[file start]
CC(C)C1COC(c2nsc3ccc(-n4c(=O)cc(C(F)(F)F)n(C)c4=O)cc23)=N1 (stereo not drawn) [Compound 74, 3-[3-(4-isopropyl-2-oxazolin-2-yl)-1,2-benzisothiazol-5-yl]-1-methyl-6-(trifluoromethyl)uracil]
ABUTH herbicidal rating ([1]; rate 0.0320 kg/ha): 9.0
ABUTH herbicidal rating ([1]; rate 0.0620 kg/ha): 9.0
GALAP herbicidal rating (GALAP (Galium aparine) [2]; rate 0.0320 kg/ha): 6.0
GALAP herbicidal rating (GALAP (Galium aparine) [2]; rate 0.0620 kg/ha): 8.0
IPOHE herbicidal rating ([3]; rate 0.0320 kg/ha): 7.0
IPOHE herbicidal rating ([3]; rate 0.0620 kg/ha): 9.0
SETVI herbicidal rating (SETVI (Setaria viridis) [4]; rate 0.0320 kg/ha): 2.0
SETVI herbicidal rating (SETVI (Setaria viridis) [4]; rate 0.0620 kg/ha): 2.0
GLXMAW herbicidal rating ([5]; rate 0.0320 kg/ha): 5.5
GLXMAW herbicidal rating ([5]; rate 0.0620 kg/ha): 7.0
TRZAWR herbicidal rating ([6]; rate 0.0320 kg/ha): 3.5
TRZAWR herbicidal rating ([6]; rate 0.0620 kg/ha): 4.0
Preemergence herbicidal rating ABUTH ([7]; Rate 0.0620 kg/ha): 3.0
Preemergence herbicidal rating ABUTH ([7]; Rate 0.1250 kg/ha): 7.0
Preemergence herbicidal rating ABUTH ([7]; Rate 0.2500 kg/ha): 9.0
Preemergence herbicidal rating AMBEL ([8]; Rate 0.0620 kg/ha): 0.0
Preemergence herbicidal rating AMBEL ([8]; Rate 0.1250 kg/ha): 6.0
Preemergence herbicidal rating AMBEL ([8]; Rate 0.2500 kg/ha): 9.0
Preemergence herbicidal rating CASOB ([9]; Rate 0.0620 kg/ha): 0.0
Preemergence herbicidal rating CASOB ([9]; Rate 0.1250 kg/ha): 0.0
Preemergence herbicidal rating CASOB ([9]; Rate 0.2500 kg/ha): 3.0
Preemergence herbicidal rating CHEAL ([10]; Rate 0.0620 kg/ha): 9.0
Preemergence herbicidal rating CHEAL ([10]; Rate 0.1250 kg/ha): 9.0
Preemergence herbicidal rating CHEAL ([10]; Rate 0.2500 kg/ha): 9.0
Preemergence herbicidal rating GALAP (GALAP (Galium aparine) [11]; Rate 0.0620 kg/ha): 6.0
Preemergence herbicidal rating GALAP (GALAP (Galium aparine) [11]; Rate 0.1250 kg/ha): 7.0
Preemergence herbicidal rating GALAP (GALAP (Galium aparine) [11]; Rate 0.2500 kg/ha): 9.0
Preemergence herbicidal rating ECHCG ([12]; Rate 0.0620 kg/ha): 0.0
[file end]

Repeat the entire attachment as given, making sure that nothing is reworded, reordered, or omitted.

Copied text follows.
CC(C)C1COC(c2nsc3ccc(-n4c(=O)cc(C(F)(F)F)n(C)c4=O)cc23)=N1 (stereo not drawn) [Compound 74, 3-[3-(4-isopropyl-2-oxazolin-2-yl)-1,2-benzisothiazol-5-yl]-1-methyl-6-(trifluoromethyl)uracil]
ABUTH herbicidal rating ([1]; rate 0.0320 kg/ha): 9.0
ABUTH herbicidal rating ([1]; rate 0.0620 kg/ha): 9.0
GALAP herbicidal rating (GALAP (Galium aparine) [2]; rate 0.0320 kg/ha): 6.0
GALAP herbicidal rating (GALAP (Galium aparine) [2]; rate 0.0620 kg/ha): 8.0
IPOHE herbicidal rating ([3]; rate 0.0320 kg/ha): 7.0
IPOHE herbicidal rating ([3]; rate 0.0620 kg/ha): 9.0
SETVI herbicidal rating (SETVI (Setaria viridis) [4]; rate 0.0320 kg/ha): 2.0
SETVI herbicidal rating (SETVI (Setaria viridis) [4]; rate 0.0620 kg/ha): 2.0
GLXMAW herbicidal rating ([5]; rate 0.0320 kg/ha): 5.5
GLXMAW herbicidal rating ([5]; rate 0.0620 kg/ha): 7.0
TRZAWR herbicidal rating ([6]; rate 0.0320 kg/ha): 3.5
TRZAWR herbicidal rating ([6]; rate 0.0620 kg/ha): 4.0
Preemergence herbicidal rating ABUTH ([7]; Rate 0.0620 kg/ha): 3.0
Preemergence herbicidal rating ABUTH ([7]; Rate 0.1250 kg/ha): 7.0
Preemergence herbicidal rating ABUTH ([7]; Rate 0.2500 kg/ha): 9.0
Preemergence herbicidal rating AMBEL ([8]; Rate 0.0620 kg/ha): 0.0
Preemergence herbicidal rating AMBEL ([8]; Rate 0.1250 kg/ha): 6.0
Preemergence herbicidal rating AMBEL ([8]; Rate 0.2500 kg/ha): 9.0
Preemergence herbicidal rating CASOB ([9]; Rate 0.0620 kg/ha): 0.0
Preemergence herbicidal rating CASOB ([9]; Rate 0.1250 kg/ha): 0.0
Preemergence herbicidal rating CASOB ([9]; Rate 0.2500 kg/ha): 3.0
Preemergence herbicidal rating CHEAL ([10]; Rate 0.0620 kg/ha): 9.0
Preemergence herbicidal rating CHEAL ([10]; Rate 0.1250 kg/ha): 9.0
Preemergence herbicidal rating CHEAL ([10]; Rate 0.2500 kg/ha): 9.0
Preemergence herbicidal rating GALAP (GALAP (Galium aparine) [11]; Rate 0.0620 kg/ha): 6.0
Preemergence herbicidal rating GALAP (GALAP (Galium aparine) [11]; Rate 0.1250 kg/ha): 7.0
Preemergence herbicidal rating GALAP (GALAP (Galium aparine) [11]; Rate 0.2500 kg/ha): 9.0
Preemergence herbicidal rating ECHCG ([12]; Rate 0.0620 kg/ha): 0.0